Just got my hands on a gong fatal 6.10 xtr pro. I have been riding my starboard POD for at least 3 years now and it has become second nature riding and paddling the POD. So i thought it was time i took a look at a radical short board SUP. After looking around and ruling out most of the major manufacturers as soon as i had a look at the price that they are now asking for their boards. I decided on a gongsup. I decided on the 6.10 fatal xtr and bit the bullet and ordered one. They only sell on line direct so you get your board much cheaper than you would do from a shop.
The new 6.10 fatal arrived promptly from their wear house in France. At 95l the 6.10 fatal is a good 10l less volume than the Starboard POD. I thought how hard can the drop down in size be. My first outing on the board in choppy small waves soon answered that question. Very, To start with just trying to stand on the 6.10 fatal seemed hardly possible. I soon found out that i was now back on a steep learning curve to try and get used to the 6.10 fatal. I have now had 4 sessions on the board all in small surf. The hardest thing about the board is the initial getting up on the board. I have changed my technique markedly from the starboard Pod. I will go in to more detail in my full review of the board in another article. Simply put though it is all down to keeping your centre of gravity as low as possible. I have only used the board in small slow surf so far and basically the board comes alive instantly it is on any sort of a wave. It accelerates and turns on waves that the Starboard POD would just be meandering along.
So watch this space as i will give a full unbiased review of the board once i am riding it to its potential and have ridden it in a whole mixture of different conditions and wave sizes. My first opinion is though that the Gong 6.10 Fatal is going to totally change my supping in clean waves up to head high.#
I just took the gong 6.10 and the starboard POD to north devon for a few days. We had head high and a half down to shoulder high waves. This board has now proved to me just how quick it will turn and is manageable in the white water. At the moment it seems a perfect board for chest to head high waves. It is going to be so good over the next few months trying the 6.10 out in different conditions. There is nothing like a new learning curve to get you going.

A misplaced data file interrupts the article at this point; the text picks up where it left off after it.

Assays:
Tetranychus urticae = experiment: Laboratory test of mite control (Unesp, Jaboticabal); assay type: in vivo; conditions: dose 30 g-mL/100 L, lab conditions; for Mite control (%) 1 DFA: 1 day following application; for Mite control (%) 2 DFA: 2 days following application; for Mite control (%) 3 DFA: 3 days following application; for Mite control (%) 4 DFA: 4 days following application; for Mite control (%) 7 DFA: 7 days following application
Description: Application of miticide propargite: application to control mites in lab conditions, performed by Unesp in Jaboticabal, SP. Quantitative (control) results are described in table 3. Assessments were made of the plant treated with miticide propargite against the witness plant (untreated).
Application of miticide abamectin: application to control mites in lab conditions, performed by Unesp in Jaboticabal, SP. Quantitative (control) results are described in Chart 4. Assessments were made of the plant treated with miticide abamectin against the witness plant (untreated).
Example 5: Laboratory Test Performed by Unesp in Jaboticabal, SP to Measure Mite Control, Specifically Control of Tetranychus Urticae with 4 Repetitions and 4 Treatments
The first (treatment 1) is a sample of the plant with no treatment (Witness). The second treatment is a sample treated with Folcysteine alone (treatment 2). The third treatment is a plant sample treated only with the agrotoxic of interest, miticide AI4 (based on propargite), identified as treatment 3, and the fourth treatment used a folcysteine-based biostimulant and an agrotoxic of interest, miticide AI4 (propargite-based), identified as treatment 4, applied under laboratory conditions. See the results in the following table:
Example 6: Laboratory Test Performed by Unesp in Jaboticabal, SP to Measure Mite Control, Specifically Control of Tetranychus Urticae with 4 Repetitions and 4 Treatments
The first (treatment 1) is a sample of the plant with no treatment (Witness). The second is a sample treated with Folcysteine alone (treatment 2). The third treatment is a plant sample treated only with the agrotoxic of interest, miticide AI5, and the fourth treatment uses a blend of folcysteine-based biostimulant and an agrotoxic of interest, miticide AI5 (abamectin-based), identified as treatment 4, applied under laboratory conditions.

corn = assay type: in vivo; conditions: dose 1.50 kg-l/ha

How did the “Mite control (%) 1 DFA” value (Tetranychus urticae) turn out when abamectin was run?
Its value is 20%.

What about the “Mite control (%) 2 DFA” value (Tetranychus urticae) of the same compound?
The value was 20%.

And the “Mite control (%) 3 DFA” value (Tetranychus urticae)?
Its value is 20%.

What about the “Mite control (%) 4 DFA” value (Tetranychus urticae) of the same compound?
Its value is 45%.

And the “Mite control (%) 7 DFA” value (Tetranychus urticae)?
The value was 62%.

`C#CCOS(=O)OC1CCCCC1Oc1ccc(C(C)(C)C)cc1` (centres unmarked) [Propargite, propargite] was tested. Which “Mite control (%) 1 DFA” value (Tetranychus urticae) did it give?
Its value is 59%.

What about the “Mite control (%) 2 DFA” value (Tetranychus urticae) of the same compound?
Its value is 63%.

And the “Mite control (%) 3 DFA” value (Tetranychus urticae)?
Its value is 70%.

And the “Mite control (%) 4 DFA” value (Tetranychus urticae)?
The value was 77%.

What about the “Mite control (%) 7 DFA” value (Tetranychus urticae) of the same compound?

Tue 7th October, With the weather forecast today looked like it would be a great day windsurfing at camber. The wind direction was supposed to be wsw about the best direction for camber. Cross shore enough to give a good direction for wave riding. Not to far westerly though to get gusty and fluky due to the headfland to the west. Wind speed was supposed to be 20 to 25 Knots. So it looked like a perfect 4.7m session was coming up. Also with windguru giving 2.5m of swell what more could you ask for.
The day turned out quite differently though. Light westerly winds with thundery showers. That had squally winds around them. So we went to plan B a wave riding session up by the harbour arm of the river Rother. Richard with his waveski and myself got there about high water or so. There were some shoulder to head high waves to be had. I will be honest though i thought it was me on my paddleboard but there seemed no speed available when dropping down the face to get anu sort of speed out of the bottom turn. When i spoke to Richard though he was having exactly the same problem. it did improve quite a bit as the ebb tide pushed through and the rides got longer and the waves got steeper. So we shouldnt really complain.
So all in all a pleasent surprise as far as the stand up paddling goes. Not so pleasent though for the guys who had long drives down to camber on a decent forecast only to spend most of the day standing on the beach waiting for the wind to get up. The highs and lows of weather dependent sport i suppose.
Tomo is another day and the forecast is good again so lets wait and see how it pans out.
On several occasions i have been at Dungeness point when it has been blowing hard from the south. After high water when the ebb tide starts to run along the beach. It pushes up against the swell and in theory makes a wave that you could ride from where the fishing boats are to all the way down past the lifeboat station.